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Botox and dermal fillers FAQs for practitioners


Botox and dermal fillers practitioners need training and experience despite the lack of UK industry regulation.

The days when people scoured stores and websites for the next big thing in anti-wrinkle serums are dying. Now many in search of a beauty fix head straight to the treatment room for Botox and dermal filler injections instead.

As a relatively straightforward procedure offering quick results, cosmetic injectables are attractive to both sides. Clients can be in and out of an appointment within around 30 minutes, while affordability compared to many other procedures ensures a steady stream of customers.

Contributing to the popularity of fillers and Botox is an army of Instagram, YouTube, and other stars always ready to show off their latest look. And the result is a £multi-million industry that’s growing by the day, with more and more practitioners jumping on board.

But as an unregulated industry, it can sometimes be difficult to know exactly what’s what where cosmetic injectables are concerned. So, here’s a run-down of Botox and dermal fillers FAQs and what you need to know about becoming a practitioner.

Botox and dermal fillers FAQs

Who can legally administer Botox in the UK?

Botox differs from dermal fillers. Whereas fillers plump the skin, Botox temporarily paralyses and relaxes the small muscles that surround deeper wrinkles like frown or laughter lines. In doing so, it makes them appear smoother.

Botox is the trade name of the drug injected into the skin during the procedure. It’s made from a toxin produced by the bacterium Clostridium botulinum – the same one that can give you botulism, or food poisoning.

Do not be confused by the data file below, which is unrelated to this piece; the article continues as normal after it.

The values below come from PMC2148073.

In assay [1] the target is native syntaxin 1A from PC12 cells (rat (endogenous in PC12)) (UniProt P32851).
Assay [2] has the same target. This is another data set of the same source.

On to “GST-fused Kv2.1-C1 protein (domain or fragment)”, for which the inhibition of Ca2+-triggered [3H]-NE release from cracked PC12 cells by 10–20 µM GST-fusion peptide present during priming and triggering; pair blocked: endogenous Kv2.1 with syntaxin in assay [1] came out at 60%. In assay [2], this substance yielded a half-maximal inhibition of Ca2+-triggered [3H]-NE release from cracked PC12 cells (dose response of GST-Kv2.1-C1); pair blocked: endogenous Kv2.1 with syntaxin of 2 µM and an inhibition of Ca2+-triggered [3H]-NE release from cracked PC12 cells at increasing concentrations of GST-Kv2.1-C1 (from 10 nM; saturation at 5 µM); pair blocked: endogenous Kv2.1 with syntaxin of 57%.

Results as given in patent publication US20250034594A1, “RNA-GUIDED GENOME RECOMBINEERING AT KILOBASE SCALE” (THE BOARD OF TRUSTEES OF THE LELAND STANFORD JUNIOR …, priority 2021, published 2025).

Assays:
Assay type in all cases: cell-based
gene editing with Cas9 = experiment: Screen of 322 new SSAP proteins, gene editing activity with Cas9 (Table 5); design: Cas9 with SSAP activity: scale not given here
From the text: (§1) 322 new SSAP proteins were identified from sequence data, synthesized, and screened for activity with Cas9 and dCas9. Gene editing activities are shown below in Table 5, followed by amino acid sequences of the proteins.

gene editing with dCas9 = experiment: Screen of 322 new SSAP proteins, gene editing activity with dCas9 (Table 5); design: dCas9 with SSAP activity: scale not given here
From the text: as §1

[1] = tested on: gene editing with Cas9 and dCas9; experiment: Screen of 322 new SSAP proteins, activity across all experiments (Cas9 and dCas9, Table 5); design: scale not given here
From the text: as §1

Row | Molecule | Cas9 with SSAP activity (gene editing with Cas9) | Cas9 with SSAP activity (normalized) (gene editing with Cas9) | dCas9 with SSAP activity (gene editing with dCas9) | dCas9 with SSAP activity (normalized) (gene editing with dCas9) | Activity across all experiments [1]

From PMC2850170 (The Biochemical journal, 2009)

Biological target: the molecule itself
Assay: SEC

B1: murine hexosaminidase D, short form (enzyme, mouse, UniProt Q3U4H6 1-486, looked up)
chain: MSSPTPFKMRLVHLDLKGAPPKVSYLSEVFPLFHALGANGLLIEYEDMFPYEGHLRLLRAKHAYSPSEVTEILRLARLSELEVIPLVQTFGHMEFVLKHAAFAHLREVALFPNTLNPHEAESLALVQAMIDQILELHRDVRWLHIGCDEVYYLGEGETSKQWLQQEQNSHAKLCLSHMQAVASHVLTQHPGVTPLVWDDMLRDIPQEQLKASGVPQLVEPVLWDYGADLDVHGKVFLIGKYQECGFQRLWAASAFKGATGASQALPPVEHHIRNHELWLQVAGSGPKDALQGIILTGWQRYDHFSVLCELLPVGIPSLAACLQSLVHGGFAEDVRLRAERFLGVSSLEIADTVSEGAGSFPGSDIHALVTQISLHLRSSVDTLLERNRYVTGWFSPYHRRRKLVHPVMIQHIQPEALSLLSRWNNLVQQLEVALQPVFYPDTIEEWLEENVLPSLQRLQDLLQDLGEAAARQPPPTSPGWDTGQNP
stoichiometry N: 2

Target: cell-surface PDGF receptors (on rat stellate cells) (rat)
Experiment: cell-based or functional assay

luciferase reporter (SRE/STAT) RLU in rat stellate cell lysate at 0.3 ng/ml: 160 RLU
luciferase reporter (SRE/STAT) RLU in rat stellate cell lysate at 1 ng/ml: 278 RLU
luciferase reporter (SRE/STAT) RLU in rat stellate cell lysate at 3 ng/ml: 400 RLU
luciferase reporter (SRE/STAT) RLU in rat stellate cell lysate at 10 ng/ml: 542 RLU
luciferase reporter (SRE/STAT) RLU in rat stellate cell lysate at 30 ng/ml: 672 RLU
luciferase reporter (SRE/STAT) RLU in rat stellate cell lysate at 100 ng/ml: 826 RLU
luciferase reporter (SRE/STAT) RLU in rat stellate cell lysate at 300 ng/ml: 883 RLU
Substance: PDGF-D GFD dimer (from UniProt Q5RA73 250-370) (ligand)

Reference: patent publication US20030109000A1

When it comes to who can legally administer Botox in the UK, the simple answer is ‘anyone’. That’s because the non-surgical cosmetics industry remains unregulated. However, it would be incredibly irresponsible to conduct an invasive procedure with very real risks of physical damage without the proper training.

Can anyone train to give Botox?

Due to the lack of industry regs around the question of who can train to do Botox and fillers, the answer is an open one. Really, anyone considering becoming a Botox practitioner should make sure they first get good quality training from a reputable supplier. Regardless of whether they’re a practicing medic, like a doctor, nurse, or dentist, or a beautician.

That said, no credible course provider will allow you to train without meeting their entry requirements. For beauticians, that’s likely an NVQ Level 3 (or equivalent), while medics will need an undergraduate degree and to be registered with the regulatory body for their profession.

Make sure you do your research before signing up, since there’s a lack of reliable accreditation, and quality varies. The Joint Council for Cosmetic Practitioners (JCCP) is a good starting point, as it works closely with a range of healthcare regulators to recommend high-quality training providers only.

What qualifications do I need to administer Botox and dermal fillers?

This is one of the most asked Botox and dermal fillers FAQs. And the answer will perhaps come as a surprise.

The fact is, there are no legal restrictions whatsoever concerning minimum levels of training for Botox and dermal fillers practitioners. Although it's of course only a matter of common sense (and common decency) to seek out good quality, practical-based training before you start advising and injecting clients.

These range from a two-day foundation course covering the basics of giving injections, to a Level 7 Diploma which takes a whole year to complete. Which one you settle on depends on your level of experience and how you choose to practice.

Qualifications do, however, matter where getting hold of Botox is concerned since it’s a prescription-only drug in the UK. That’s straightforward if you’re a doctor, prescribing nurse, dentist, or prescribing pharmacist. If you’re not, you’ll have to partner with someone who’s qualified to write Botox prescriptions on your behalf.

Can non-medics and beauty therapists do Botox and dermal fillers?

Medically trained practitioners like doctors, dentists, and nurses are at an obvious advantage where Botox and dermal fillers are concerned. That’s because they already have anatomical and pharmaceutical expertise and will be skilled in giving injections.

But that doesn’t mean non-medics and beauticians can’t also administer cosmetic injectables. The absence of industry regulation means anyone can legally carry out Botox and dermal fillers procedures on clients, whatever their level of training.